I've spent a lot of time thinking about this, especially when I was a bookseller with a used section in the store. We had a lot of collectors who'd take great pains to read their ephemeral paperbacks carefully so as to give no sign that the book had been read at all, so that they could maximise the theoretical future value of the book once it became collectible.
I've always been depressed by this approach. It requires that you treat the object as a "future collectible" instead of a "present utility," which means that you rob your present to pay your future. What's more, you end up leaving out the collectible value that arises from the texture and wear on the object when its value rebounds (see, for example, this worn first edition of Neuromancer from the Merrill Collection's stacks in Toronto).
What's more, if all ephemera were preserved like this, it would never rebound, because it would never become scarce. Apple ][+s have collectible value because not many are left. If they were as common today as they were in 1981, they wouldn't be a collectible -- they'd be junk.
So the only way to convert ephemera to collectibles is to use most of it up. This essay is a great theoretical framework for understanding these issues.
The Trough of No Value
For some objects, what pertains would more accurately be called a trough of low value, not no value–remaindered photo books and certain old cameras come to mind–because they never actually quite reach zero value. But other objects might accurately be graphed considerably below the $0 line–those would be things that are worth nothing but that require maintenance, expense, or storage space to keep and preserve. My great-grandfather's sailboat, for instance–a gorgeous 29-foot sloop made of cedar and mahagony that was originally built for Civil War General Lew Wallace, the author of Ben-Hur. It's currently being stored at considerable annual expense by a cousin who's into historic preservation, but it's worth no money in its present condition. Graphed, I imagine it would fall well below the $0 line.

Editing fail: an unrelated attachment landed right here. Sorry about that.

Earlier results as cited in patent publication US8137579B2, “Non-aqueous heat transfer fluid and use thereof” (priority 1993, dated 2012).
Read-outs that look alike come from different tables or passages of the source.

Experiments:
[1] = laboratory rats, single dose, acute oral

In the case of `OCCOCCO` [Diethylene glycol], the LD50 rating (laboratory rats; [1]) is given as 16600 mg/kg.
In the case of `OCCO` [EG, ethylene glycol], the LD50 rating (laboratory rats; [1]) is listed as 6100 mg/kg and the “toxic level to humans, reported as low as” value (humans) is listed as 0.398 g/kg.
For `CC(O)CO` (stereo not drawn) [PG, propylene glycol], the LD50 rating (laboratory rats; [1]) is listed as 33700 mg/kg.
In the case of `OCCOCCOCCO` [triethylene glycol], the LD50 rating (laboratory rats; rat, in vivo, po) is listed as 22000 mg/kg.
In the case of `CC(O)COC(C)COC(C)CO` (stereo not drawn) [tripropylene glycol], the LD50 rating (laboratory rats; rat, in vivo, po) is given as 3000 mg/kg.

My favorite example of the Trough of No Value comes from a former acquaintance whose back room had a high, narrow shelf running all the way around it, about a foot below the ceiling. Arrayed on the shelf were dozens of kids' lunchboxes from the 1950s and '60s. He told me that not only are such lunchboxes collectible now, but that they're actually fairly hard to find. Time was, of course, when most every schoolkid had a little metal lunchbox (poor kids "brown-bagged it"). But the kids grew up, the school lunch program got started, and who wanted to keep old lunchboxes around? They weren't useful any more. They weren't worth anything. And, since they were almost all used for their intended purpose, many were damaged or worn by use (I vaguely remember owning one that was rusty and had a dent). People naturally threw them away. The "trough of no value" for lunchboxes was long and harsh. That's why they're not so common today as you might guess–because not that many made it through the trough. (By the way, the inset photo is a corner of Allen Woodall's Lunchbox Museum in Columbus, Georgia.)